Simple reasoning.

    The F-15 will not be a primary fighter through 2040 as it can count on the combo of F-22/35 for that.

    However, the Eurofighter does not have anything else to fall back on.
    Off course that by 2040 the only obvious advantage that those two aircrafts have over the Eurofighter on the ATA scenario, RCS, might well be entirely eroded...

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    I was not trying to compare the F-22/35 with the Eurofighter.

    I was simply answering the question of how the F-15 could remain operational through 2040 when some claim that the EF will have trouble in a post-2025 world.

    The answer was simply that the F-15 has two newer planes (the F-22/35) that will handle future A2A threats and that the EF does not have anything in the pipeline that will be available to take over for it in the A2A role by 2025.
    "The early bird gets the worm but the second mouse gets the cheese."

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    Quote Originally Posted by TooCool_12f View Post
    replace maybe no, but work with, quite possibly. A flight of a manned fighter with a few autonous drones which would follow and fight designated targets could very well be done, including in air to air. While they wouldn't have the capability to analyze the situation like a human could, once the target is designated, you could order them to destroy it and even order a particular tactic. If, today, the video games industry can program the A.I. to "fly" this or that way, chances are that, with the budgets allowed, with hardware available, defence developers will be able to program the A.I. of the drones to do the same.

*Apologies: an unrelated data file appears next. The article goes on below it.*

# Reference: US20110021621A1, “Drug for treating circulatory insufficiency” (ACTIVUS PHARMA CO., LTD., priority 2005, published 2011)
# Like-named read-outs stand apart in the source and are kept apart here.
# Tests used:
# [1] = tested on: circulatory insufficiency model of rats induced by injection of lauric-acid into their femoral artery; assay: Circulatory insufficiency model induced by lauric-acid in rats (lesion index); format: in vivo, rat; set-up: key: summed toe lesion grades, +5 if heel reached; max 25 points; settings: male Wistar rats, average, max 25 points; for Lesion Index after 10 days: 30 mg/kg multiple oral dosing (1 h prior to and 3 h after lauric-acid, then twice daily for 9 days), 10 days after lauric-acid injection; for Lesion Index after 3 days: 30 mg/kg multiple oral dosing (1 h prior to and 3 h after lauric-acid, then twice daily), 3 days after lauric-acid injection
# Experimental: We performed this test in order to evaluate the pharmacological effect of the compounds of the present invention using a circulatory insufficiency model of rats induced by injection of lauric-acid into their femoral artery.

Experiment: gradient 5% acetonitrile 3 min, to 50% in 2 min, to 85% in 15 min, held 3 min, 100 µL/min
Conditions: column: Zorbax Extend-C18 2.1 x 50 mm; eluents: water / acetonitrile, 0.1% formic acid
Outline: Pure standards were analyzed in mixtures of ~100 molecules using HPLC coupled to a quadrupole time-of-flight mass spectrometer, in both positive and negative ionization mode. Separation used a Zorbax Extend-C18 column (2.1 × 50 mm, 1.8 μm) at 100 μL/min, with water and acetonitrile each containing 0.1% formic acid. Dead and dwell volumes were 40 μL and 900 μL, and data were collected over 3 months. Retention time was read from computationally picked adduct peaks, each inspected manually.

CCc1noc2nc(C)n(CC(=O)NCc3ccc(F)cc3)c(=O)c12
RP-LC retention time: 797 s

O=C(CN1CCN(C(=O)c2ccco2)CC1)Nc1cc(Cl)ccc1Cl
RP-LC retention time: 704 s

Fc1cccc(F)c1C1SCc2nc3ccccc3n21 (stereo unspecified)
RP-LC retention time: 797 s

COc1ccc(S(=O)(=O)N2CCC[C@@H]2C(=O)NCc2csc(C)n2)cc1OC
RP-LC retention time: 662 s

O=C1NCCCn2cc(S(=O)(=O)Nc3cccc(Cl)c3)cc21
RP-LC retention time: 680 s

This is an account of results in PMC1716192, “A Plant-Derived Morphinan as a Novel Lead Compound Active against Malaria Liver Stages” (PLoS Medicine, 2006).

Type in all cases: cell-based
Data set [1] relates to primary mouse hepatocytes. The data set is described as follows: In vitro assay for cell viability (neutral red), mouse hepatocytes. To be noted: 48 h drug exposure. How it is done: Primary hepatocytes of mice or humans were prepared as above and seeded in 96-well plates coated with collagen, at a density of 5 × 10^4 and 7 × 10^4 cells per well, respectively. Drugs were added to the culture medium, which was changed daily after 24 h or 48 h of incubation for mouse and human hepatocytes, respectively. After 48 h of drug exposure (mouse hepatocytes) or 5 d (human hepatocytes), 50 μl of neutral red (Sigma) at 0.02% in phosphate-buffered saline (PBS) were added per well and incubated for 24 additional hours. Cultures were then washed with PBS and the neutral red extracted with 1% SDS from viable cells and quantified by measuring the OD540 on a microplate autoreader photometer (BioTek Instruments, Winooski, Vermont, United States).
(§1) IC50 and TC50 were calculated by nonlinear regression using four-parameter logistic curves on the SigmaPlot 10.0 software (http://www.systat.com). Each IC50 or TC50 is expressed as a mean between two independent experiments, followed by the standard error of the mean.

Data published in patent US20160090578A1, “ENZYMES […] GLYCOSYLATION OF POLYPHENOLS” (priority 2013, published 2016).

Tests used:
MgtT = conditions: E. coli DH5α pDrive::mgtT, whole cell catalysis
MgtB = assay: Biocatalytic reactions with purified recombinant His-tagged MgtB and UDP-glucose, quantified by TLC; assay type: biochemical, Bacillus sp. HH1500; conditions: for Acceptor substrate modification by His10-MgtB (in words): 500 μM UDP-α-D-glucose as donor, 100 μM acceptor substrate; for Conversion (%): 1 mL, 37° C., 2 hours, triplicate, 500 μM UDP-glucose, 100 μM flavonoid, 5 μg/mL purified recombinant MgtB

That's bit of a stretch frankly. If you want a drone with the speed, agility and flexibility of a fighter aircraft... well, odds are it'll cost far more to develop than a conventional fighter aircraft. The UK and France (and the US for that matter) don't seem to aiming for something that ambitious with the FCAS. Alternately, you could use the UCAV purely as a weapons platform in air combat but that's feasible only if we're willing to treat it as a (somewhat) expendable asset, but given the likely unit cost of the aircraft (not much cheaper than a fighter) that's not going to be possible.